The Trouble with HR: An Insider’s Guide to Finding and Keeping the Best People
By Johnny C. Taylor, Jr. and Gary M. Stern
Despite the challenges posed by the current severe recession, the need remains for business organizations to attract, hire, and retain the most qualified and experienced employees. In this book, Taylor and Stern provide the reader with practical, viable tools that can serve to create and sustain a flexible, integrated, and creative business organization.
The authors first offer something of a guide to identifying and hiring the “right people.” In Chapter one, 10 common hiring mistakes are explored with examples and suggestions of how to address the mistakes. The authors contend that the actual hiring of the “right people” occurs at literally every level of an organization. A “holistic” hiring approach is advocated. The reader is encouraged to write a detailed job description and to focus upon the job candidate’s attributes and whether they are a cultural fit as opposed to merely their skills. Interestingly, Taylor and Stern argue that selecting the “right people” is merely the beginning point. The need then arises to inspire them to actually become part of the organization’s vision and to make meaningful, substantive contributions to its business goals. The insights provided by the authors are derived from and predicated upon their respective careers. In my opinion the hiring practices discussion are invaluable for any company, large or small, profit or not-for-profit.
The book offers a five-step program for “talent acquisition,” suggesting that the “talent acquisition director” is the equivalent of the organization’s sales director. The steps are discussed in part by considering examples of how three companies have implemented the strategy. I found this section intriguing and of significant value.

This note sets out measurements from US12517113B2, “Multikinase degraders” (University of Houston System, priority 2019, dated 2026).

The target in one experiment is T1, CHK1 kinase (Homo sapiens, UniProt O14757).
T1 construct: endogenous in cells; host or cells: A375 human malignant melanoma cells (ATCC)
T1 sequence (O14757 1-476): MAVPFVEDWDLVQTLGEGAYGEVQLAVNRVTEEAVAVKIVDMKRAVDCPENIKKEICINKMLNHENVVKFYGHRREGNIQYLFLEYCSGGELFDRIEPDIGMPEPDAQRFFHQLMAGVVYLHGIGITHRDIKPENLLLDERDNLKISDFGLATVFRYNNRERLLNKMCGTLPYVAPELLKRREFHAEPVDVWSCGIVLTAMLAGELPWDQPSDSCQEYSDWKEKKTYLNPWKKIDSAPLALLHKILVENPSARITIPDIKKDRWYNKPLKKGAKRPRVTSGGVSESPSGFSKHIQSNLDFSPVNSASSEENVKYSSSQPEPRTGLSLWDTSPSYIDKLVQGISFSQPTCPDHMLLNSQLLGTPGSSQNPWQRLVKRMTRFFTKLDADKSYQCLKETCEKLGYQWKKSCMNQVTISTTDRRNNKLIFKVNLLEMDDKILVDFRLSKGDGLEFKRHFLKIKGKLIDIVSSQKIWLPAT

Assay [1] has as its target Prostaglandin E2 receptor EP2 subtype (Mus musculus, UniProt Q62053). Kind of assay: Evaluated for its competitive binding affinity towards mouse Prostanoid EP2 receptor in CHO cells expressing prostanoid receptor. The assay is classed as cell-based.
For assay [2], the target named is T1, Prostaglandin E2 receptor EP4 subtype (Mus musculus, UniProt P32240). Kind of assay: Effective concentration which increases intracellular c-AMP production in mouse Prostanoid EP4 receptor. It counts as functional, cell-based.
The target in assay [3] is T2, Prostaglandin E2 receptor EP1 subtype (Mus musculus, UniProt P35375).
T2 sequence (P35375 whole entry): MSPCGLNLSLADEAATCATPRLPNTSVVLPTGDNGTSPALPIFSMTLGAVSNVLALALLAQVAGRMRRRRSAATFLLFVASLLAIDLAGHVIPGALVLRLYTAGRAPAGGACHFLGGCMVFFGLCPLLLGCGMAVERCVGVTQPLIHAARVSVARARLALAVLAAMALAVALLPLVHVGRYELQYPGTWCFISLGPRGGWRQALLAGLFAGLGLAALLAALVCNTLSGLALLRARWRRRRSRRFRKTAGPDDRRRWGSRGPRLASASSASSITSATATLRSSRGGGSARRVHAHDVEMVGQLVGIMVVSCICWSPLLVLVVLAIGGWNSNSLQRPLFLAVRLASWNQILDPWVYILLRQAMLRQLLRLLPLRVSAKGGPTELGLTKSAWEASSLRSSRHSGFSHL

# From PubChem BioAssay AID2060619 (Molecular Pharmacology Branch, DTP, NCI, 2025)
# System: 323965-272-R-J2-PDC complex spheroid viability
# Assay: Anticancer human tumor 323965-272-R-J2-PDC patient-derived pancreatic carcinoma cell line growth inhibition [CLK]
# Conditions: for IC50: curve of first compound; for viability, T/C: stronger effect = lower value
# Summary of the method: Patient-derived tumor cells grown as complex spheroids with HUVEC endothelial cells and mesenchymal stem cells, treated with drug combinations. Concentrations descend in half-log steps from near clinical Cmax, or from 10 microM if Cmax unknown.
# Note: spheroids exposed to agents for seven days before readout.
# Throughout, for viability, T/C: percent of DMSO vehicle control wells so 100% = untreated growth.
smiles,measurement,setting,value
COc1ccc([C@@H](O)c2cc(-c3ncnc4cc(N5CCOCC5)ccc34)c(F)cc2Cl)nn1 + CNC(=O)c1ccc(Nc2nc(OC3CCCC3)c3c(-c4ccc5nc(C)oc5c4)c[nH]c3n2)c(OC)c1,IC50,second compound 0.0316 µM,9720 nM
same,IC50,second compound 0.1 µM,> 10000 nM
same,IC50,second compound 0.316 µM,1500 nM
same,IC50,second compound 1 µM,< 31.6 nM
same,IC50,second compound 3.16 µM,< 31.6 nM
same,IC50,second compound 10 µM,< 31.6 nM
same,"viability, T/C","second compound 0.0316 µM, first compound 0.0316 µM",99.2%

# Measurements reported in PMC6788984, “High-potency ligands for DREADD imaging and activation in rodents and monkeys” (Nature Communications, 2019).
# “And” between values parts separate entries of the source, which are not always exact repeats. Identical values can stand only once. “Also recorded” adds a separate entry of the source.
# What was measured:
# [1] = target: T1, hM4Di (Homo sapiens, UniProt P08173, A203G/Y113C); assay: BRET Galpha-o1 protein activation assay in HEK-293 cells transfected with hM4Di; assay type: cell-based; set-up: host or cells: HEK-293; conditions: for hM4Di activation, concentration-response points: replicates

One of the most challenging issues for any employer is how to retain the “right people” that they spent so much time and effort identifying and then hiring. This book posits that by making them fall in the love with the company you will accomplish your goal of retaining them. However, the term “retain” has a new meaning in today’s workplace. As the authors point out, a generation ago retention meant that the employee would stay for 25 years or more. Today the employee may only remain for three to five years. However, retaining an employer for three to five years represents a “very good return on your recruiting investment.” Simply put, the authors urge the reader to hire for the long term, offering examples of good retention practices from successful businesses.
The book also considers how to effectively assess resumés, references, as well as the interviewing process. I found the consideration of behavioral interviewing to be of particular note. Such interviewing practices are somewhat controversial and far too often are not addressed in this type of book.